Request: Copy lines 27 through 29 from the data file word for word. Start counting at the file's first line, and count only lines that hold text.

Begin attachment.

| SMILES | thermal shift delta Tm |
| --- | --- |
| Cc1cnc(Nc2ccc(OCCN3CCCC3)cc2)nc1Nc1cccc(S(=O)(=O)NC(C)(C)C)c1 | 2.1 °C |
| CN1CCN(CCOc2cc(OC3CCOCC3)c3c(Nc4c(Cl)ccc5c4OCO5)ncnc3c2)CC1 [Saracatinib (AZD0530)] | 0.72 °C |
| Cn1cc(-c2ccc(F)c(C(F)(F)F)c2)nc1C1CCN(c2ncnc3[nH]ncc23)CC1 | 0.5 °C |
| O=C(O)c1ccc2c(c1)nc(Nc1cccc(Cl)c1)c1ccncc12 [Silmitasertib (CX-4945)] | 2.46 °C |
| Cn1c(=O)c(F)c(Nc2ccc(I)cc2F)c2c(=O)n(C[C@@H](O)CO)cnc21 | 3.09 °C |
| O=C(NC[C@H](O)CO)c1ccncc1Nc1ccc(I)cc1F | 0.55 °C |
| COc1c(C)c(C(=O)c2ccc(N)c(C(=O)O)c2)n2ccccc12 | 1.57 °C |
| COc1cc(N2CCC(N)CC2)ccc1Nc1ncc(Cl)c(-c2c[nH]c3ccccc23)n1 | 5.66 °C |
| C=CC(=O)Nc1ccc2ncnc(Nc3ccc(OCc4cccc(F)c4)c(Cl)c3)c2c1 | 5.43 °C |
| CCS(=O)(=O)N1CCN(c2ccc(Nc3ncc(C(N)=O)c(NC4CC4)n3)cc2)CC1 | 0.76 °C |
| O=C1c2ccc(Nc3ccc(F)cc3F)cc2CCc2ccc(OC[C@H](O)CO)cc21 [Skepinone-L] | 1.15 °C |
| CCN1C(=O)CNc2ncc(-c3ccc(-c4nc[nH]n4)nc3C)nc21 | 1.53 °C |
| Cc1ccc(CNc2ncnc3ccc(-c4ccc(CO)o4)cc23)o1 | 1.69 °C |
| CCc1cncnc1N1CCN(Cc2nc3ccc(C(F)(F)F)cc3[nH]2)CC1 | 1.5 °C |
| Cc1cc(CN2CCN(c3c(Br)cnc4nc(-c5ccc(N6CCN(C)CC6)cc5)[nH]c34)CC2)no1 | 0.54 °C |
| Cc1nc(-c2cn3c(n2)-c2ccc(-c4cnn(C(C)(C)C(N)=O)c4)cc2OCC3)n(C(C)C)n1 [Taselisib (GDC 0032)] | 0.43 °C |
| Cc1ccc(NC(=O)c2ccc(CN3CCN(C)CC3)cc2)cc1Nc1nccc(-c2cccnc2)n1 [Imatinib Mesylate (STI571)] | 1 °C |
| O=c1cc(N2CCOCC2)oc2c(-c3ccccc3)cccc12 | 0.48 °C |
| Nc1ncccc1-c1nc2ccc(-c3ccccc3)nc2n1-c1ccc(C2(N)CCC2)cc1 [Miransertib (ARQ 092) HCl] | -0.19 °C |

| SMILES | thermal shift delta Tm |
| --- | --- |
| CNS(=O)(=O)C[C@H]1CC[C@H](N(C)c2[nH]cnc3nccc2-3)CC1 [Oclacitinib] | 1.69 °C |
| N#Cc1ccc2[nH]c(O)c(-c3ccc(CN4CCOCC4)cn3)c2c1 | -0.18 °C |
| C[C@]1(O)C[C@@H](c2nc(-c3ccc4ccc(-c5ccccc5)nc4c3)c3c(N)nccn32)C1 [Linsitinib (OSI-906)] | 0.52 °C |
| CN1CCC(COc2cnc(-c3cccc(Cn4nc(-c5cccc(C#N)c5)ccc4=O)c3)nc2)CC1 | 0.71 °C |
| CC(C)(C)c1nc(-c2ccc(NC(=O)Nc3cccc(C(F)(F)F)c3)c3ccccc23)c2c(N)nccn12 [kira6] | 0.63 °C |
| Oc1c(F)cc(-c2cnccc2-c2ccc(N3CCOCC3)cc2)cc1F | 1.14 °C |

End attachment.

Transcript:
| CN1CCC(COc2cnc(-c3cccc(Cn4nc(-c5cccc(C#N)c5)ccc4=O)c3)nc2)CC1 | 0.71 °C |
| CC(C)(C)c1nc(-c2ccc(NC(=O)Nc3cccc(C(F)(F)F)c3)c3ccccc23)c2c(N)nccn12 [kira6] | 0.63 °C |
| Oc1c(F)cc(-c2cnccc2-c2ccc(N3CCOCC3)cc2)cc1F | 1.14 °C |